This game is different from most reviewed here.

Brass Empire is a strategic deck-building card game for one-to-four players (ages 10 and up) and plays in about 30 – 60 minutes. It takes place in a steampunk universe where each player takes on the role of a different corporation hiring the best employees, constructing buildings, and manufacturing steam-powered machines. Players battle and sabotage each other to amass economic wealth and influence to win the game.

It is the theme here that drew me in.

“For centuries, Cobalt has been ruled by corporations seeking to enhance their wealth and influence through Brass. Brass doesn’t fuel the economy but literally fuels the technology and transportation of the world through its unique thermodynamic properties. Every day these companies compete and battle to expand their territory and authority. Companies work to optimize their labour force and resources to mine the most Brass in each territory using corporate espionage, technology, security and even sabotage. You work for such a company and have been tasked with expanding into a new region by constructing new corporate buildings, hiring employees and battling other companies in the region. The player who earns the most Brass will lead his company to victory in the region,” relates the introduction to the rulebook.

“Each turn, you will play employee cards from your hand to gain resources. These resources will allow you to acquire new employees, buildings, and units for your deck. Along the way, you will acquire buildings to enhance your hold on the region and command units to attack other companies or mine for brass. At the end of the game, the player with the most brass is the winner.”

So there are three types of cards important to play.

“Employees represent your company’s workforce. Their hard work helps you hire new employees or acquire new buildings and units, among other actions and effects. When you play an employee from your hand, you immediately apply the effect listed on the card. At the end of your turn, it goes into your discard pile.

“The Mining Platform is considered a building. If it is destroyed, flip it over; it is not automatically rebuilt at the beginning of your next turn. Instead, the Mining Platform can be rebuilt at any time for one construction.

“Units represent the security forces, soldiers, weapons, vehicles and more that you will acquire throughout the game. When you play a Unit from your hand, you gain any effects listed on the card if they apply. The Units are considered in play and dispatched, but cannot attack or mine on their first turn. On subsequent turns, Units can sabotage and attack other units and buildings, or spend their time mining and acquiring brass.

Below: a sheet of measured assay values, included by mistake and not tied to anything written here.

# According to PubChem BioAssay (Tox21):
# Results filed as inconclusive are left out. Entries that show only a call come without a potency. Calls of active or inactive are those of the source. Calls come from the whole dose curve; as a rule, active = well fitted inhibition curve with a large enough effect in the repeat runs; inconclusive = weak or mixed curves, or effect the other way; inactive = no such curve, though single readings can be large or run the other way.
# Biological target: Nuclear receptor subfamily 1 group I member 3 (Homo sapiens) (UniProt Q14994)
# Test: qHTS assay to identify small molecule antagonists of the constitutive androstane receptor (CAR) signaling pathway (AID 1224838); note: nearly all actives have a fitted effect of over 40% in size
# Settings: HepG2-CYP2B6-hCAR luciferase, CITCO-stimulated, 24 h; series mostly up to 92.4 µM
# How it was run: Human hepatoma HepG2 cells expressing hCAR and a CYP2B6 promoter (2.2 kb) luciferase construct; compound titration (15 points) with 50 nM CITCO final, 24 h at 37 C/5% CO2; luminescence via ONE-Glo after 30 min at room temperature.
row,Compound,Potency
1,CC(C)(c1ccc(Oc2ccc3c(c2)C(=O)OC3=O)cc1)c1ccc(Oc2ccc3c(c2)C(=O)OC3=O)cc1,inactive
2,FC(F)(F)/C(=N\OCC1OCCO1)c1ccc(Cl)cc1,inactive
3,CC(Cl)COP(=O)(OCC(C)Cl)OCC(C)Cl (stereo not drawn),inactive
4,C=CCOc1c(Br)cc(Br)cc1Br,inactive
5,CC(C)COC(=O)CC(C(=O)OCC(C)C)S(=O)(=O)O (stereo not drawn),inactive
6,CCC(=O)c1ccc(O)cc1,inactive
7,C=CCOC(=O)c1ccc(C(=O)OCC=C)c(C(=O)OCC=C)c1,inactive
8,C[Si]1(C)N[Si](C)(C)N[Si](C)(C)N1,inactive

“Buildings are permanent structures that give your company an advantage in the region. When you play a building from your hand, place it facedown to signify that it is under construction. On your next turn, you construct your buildings by flipping over the cards. You will gain the effects on the card as long as it remains in play face up.”

Beyond the core mechanics, Brass Empire is a game rich in flavour.

For example, the different ‘companies’ are given unique ‘feels’.

“Windcraft Enterprises was originally founded by the royal Tarleton family during the Brass revolution. While the company started off catering to the upper class with luxurious sailcars, it quickly became apparent that the real money would be in catering to the masses, and that more efficient manufacturing techniques would be required for doing so. The Tarleton’s were the first to introduce methods for large-scale manufacturing of vehicles with moving assembly lines. While their factories are known for their deplorable working conditions, Windcraft Enterprises is also praised for their quality craftsmanship and superior design. Orville Threepwood deserves much of the credit for a current public sentiment of the Windcraft brand. His zeppelin and airship designs are both elegant and deadly,” details the rules.

By contrast, “The McGlynn clan has long served the aristocracy and royalty of Cobalt and continue to serve as policeman today. When Brass was discovered, the family was recognized for its long service and given an earldom. Despite their new patent of nobility, the clan used this windfall to provide an alternative by creating the Colbat’s first union at a newly created watch manufacturer. That humble watch company has since grown into one of the largest research and staffing firms in the world. McGlynn Clockwerks may be known for its ornate watches and timepieces, but its strength is its people and insight.”

This is a game that is a definite ‘must-look’ for steampunk fans, and it will be a nice fit for those who like the deck-building mechanic, so check it out.

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This game is different from most reviewed here. Brass Empire is a strategic deck-building card game for one-to-four players (ages 10 and up) and plays in about 30 - 60 minutes. It takes place in a steampunk universe where each player takes on the role of a different corporation hiring...